Mohs micrographic surgery remains the most effective method for eliminating skin cancer, namely basal cell carcinoma (BCC) and squamous cell carcinoma (SCC). During this treatment, the cancerous portion(s) of skin is targeted, and thin layers of tissue are gradually removed until the tumor can be fully extracted. This procedure aims to preserve as much of the healthy tissue as possible while curing the patients of their skin cancer.
While Mohs micrographic surgery yields a 99% cure rate, it isn’t the only method for treating and curing skin cancer. Additionally, the procedure might not be right for all patients, depending on their medical history, the location and severity of their skin cancer, and other factors. Let’s discuss what makes someone a good candidate for Mohs micrographic surgery.
Different types of skin cancer develop at different rates. Most BCCs grow slowly, with SCCs developing only slightly faster. In rare instances, these tumors can develop faster than usual, which increases the risk of cancer spreading to other parts of the body. For patients with aggressive skin cancer, Mohs micrographic surgery might be the best option for stopping cancer in its tracks.
Unfortunately, getting rid of skin cancer once doesn’t preclude it from coming back again. Those who’ve had skin cancer in the past are at greater risk of developing it again either in the same area as before or elsewhere. So, while Mohs surgery boasts an extremely high cure rate, it’s not infallible. The good news is that Mohs micrographic surgery is still highly effective for those with recurring skin cancer, with a 94% cure rate in these patients.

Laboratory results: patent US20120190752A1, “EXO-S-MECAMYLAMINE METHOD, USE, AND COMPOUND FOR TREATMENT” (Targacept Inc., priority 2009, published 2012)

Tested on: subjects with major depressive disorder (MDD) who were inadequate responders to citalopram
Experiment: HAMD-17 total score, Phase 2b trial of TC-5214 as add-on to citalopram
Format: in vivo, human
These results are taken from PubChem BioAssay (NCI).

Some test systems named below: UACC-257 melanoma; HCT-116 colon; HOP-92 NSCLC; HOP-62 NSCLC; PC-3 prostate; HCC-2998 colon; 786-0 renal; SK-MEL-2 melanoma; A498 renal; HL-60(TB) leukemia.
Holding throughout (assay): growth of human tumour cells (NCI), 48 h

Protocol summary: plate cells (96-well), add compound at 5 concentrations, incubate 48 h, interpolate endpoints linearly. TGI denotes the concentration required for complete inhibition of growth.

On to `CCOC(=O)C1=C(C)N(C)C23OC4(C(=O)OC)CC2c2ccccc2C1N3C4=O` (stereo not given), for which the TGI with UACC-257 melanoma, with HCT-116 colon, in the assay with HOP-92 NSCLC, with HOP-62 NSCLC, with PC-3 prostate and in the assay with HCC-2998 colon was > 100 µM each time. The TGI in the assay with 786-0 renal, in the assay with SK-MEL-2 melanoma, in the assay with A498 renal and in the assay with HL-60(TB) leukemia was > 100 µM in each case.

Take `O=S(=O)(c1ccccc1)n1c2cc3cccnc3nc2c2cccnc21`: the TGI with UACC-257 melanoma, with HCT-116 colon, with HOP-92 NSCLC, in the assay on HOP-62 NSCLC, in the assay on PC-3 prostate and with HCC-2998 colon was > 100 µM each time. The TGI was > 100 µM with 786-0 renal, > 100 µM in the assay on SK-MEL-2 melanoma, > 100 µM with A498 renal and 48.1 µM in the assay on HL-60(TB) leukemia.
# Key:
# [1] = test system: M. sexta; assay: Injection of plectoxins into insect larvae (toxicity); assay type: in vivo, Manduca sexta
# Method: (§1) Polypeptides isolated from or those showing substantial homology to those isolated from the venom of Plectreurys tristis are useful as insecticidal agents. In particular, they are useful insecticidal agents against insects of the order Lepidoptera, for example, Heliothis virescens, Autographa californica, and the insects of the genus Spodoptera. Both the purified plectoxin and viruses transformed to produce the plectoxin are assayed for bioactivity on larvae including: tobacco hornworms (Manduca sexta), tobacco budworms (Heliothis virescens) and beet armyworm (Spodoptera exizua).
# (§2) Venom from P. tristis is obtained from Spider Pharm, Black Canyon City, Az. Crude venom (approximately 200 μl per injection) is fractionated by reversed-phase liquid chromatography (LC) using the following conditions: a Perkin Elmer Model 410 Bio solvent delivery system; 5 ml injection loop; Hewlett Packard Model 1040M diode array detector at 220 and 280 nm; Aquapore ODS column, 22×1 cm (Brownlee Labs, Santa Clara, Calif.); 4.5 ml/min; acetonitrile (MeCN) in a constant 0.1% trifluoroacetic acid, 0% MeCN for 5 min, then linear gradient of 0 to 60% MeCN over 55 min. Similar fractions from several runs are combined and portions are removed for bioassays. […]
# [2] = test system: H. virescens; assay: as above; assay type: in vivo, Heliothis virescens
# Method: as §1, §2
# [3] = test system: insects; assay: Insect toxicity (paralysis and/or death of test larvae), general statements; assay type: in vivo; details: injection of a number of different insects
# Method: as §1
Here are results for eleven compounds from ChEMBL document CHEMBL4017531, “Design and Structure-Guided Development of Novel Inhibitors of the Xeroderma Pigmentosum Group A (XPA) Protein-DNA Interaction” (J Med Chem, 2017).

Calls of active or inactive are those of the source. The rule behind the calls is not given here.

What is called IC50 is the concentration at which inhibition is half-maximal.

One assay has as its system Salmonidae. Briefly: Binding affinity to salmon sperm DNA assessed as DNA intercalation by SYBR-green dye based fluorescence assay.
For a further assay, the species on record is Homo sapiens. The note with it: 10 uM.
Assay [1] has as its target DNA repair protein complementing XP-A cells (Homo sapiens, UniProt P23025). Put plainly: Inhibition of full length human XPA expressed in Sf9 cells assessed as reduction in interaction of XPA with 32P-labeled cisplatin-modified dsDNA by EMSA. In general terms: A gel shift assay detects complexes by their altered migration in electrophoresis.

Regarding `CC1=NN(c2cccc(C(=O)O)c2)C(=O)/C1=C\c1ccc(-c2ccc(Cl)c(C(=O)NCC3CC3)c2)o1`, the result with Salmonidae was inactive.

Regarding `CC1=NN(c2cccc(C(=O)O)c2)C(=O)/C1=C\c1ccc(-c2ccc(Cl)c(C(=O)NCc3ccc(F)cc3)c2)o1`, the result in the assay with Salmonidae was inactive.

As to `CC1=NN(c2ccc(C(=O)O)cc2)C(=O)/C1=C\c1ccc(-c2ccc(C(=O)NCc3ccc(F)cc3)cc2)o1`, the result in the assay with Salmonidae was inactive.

Treating cancer can do a number on one’s body, and skin cancer is no different. However, Mohs micrographic surgery aims to do as little damage to the patient’s non-cancerous skin as possible, making it a good option for those who want to maintain their skin’s healthy appearance after surgery. When skin cancer affects areas like the face, hands, scalp, or genitalia, preserving the maximum amount of healthy tissue is important for both cosmetic and functional reasons.
Many instances of BCC and SCC are easily identifiable, making them easy to diagnose and remove via a Mohs surgical procedure or another method of excision. In some cases, though, these tumors lack clear borders. This presents more of a challenge when determining the length and depth of skin cancer.
Mohs micrographic surgery is especially useful in scenarios such as these, as the procedure allows the surgeon and medical staff to closely view portions of the tumor under a power microscope as layers of skin are removed. In doing so, the surgeon can gradually determine the overall size, shape, and depth of the tumor and remove all traces of it. The surgeon may also use palpation (i.e. feeling the tumor with their hands) to get an initial impression of the tumor before surgery.
Ultimately, your dermatologist will help you determine whether or not Mohs micrographic surgery is right for you, taking into account your medical history, current health, personal goals, and other important factors. They will also let you know about other skin cancer treatment options so you can do what’s best for your skin.